Strange Things among Us. By H. Spicer, author of "Old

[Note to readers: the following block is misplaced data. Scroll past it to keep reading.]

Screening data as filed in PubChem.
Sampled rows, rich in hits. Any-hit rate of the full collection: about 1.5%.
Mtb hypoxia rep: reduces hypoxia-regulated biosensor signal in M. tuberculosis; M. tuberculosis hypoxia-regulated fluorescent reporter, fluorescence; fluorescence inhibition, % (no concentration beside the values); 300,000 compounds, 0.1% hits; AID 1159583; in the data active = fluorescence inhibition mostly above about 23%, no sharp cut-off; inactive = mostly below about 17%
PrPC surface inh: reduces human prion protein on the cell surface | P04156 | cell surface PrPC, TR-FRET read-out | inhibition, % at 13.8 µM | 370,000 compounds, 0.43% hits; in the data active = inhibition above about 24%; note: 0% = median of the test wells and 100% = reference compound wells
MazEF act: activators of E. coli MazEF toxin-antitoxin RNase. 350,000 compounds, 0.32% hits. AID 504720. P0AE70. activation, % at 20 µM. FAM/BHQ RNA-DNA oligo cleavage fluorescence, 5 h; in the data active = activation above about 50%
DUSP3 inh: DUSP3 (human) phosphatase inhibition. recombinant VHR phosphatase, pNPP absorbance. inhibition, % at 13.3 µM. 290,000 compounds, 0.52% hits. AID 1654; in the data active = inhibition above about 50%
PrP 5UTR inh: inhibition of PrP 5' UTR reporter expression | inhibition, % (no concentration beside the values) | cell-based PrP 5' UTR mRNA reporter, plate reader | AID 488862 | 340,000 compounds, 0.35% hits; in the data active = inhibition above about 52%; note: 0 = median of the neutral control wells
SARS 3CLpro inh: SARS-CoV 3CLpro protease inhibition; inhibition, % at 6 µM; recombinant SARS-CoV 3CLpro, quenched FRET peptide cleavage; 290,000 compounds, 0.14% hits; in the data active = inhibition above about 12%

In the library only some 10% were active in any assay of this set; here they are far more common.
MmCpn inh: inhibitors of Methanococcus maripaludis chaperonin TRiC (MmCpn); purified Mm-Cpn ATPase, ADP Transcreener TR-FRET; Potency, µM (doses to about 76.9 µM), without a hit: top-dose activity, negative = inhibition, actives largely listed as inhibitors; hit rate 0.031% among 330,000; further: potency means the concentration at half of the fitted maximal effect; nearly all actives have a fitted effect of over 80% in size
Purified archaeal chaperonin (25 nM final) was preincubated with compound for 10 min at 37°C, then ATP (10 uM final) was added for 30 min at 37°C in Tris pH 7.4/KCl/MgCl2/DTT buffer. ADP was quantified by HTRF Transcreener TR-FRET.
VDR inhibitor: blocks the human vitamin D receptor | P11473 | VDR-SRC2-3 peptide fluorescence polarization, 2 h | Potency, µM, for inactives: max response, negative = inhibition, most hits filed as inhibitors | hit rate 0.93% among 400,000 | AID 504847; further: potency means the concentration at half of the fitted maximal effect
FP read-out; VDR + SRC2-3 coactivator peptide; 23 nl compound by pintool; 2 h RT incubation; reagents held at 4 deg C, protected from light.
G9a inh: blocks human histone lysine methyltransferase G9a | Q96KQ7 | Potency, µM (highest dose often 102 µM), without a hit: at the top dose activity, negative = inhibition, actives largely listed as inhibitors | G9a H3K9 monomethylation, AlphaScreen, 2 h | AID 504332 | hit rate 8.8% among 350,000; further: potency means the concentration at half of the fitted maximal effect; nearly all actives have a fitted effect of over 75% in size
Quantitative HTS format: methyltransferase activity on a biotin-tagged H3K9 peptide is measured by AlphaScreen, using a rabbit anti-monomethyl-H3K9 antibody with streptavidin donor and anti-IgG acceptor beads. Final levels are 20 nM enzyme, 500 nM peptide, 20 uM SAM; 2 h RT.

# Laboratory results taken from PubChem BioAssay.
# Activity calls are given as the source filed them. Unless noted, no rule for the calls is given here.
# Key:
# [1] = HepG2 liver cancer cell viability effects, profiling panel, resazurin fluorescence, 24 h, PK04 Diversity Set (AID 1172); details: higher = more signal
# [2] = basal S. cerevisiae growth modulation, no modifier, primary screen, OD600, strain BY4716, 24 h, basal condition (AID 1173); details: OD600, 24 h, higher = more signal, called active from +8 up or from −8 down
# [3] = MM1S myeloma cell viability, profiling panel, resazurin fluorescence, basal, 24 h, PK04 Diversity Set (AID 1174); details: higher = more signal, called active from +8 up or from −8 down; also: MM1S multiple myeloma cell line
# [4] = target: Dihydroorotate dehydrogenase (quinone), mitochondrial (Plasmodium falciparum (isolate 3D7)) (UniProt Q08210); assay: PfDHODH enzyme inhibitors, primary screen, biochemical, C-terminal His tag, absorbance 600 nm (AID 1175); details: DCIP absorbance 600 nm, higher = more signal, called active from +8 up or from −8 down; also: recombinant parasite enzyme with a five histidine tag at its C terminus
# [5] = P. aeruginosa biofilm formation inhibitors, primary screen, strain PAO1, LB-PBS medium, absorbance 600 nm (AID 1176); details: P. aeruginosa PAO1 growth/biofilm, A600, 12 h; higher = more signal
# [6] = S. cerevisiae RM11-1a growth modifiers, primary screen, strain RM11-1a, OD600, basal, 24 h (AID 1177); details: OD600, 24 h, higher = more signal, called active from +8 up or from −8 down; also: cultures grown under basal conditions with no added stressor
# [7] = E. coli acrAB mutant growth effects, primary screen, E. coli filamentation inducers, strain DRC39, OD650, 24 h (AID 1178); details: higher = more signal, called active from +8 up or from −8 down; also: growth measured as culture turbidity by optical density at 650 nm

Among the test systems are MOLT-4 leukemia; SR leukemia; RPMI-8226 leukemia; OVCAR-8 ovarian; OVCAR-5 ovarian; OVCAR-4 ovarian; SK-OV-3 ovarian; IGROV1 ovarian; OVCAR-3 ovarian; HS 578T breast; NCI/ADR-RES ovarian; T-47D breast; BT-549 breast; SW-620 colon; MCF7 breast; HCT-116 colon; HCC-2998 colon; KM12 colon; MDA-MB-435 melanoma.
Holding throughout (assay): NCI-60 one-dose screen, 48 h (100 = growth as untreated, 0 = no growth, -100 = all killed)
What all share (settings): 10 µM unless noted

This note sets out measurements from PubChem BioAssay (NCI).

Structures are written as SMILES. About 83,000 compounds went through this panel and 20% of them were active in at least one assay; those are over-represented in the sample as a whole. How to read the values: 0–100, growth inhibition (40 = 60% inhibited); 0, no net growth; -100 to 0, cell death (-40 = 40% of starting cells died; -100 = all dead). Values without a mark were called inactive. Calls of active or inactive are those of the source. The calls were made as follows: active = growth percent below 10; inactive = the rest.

Styles." (London : Chapman and Hall.)—This sketch or "study" as the writer- calls it, of ghostly phenomena, is, as far as the stories themselves go, singularly readable. It has several points of superiority over its predecessors in the same field. Firstly, its brevity ; no one who has toiled through the long drawn-out pages of Mrs. Crowe or William FIowitt,, and felt the weariness and hardening unbelief that crept over him as he read, will undervalue this advantage. Certainly if there is anything to which the cynical proverb respecting the contempt engendered by fami- liarity is truly applicable it is the ghost story. Secondly, the recent occurrence of the events (if we may so call them) described in it. Mr. Spicer does not ransack the mouldy records of the past, but gathers his spirits new from the experience of his acquaintance, more or less at second-hand certainly, but still with some dew of freshness about them and a comparative bloom of youth. Thirdly, the discretion with which actual rubbish has been exclude& With one or two exceptions the narratives in this volume possess the due solemnity or grotesque horror that should environ a ghost tale. We ought, we suppose, to add, fourthly, the genuineness of the article ; but here Mr. Spicer must forgive us if initials have not for us the convincing weight that doubtless the details of place and name have had for him. With all deference to the authority. of Miss M. F. or Colonel J., we must still rest our sole reliance for the authenticity of these " authentic " ghost stories upon the judicial discre- tion of their narrator. Of the theory or theories (for Mr. Spicer does not attempt to lay all ghosts by one formula), it may suffice to say that while not denying the possibility of wandering spirits of the dead in, those cases which cannot be brought under scientific treatment, such as, the striking story of the haunted corridor at B---, Mr. Spices' believes that in the little known but subtle forces of electricity, and the magnetic currents, disturbed as they probably are in disease, and at the moment of dissolution, may, and will, be found the motive power that gives rise to the "phenomena of the death-chamber "—the noises unaccountable by known causes, the spectral apparitions of the dying, the warning, and powerful impressions to which some temperaments. are peculiarly susceptible, dream visions, and the phenomena of clairvoyance. His classification of ghostly possibilities is about as. valuable as such an attempt might be expected to be, but we should like to know more clearly under what head he places his concluding story of the bird-woman, one of the ihost fantastically revolting we have, ever read ; or if he really wishes us to accept it as fact. If so, he may- truly assert that there are "strange things among us."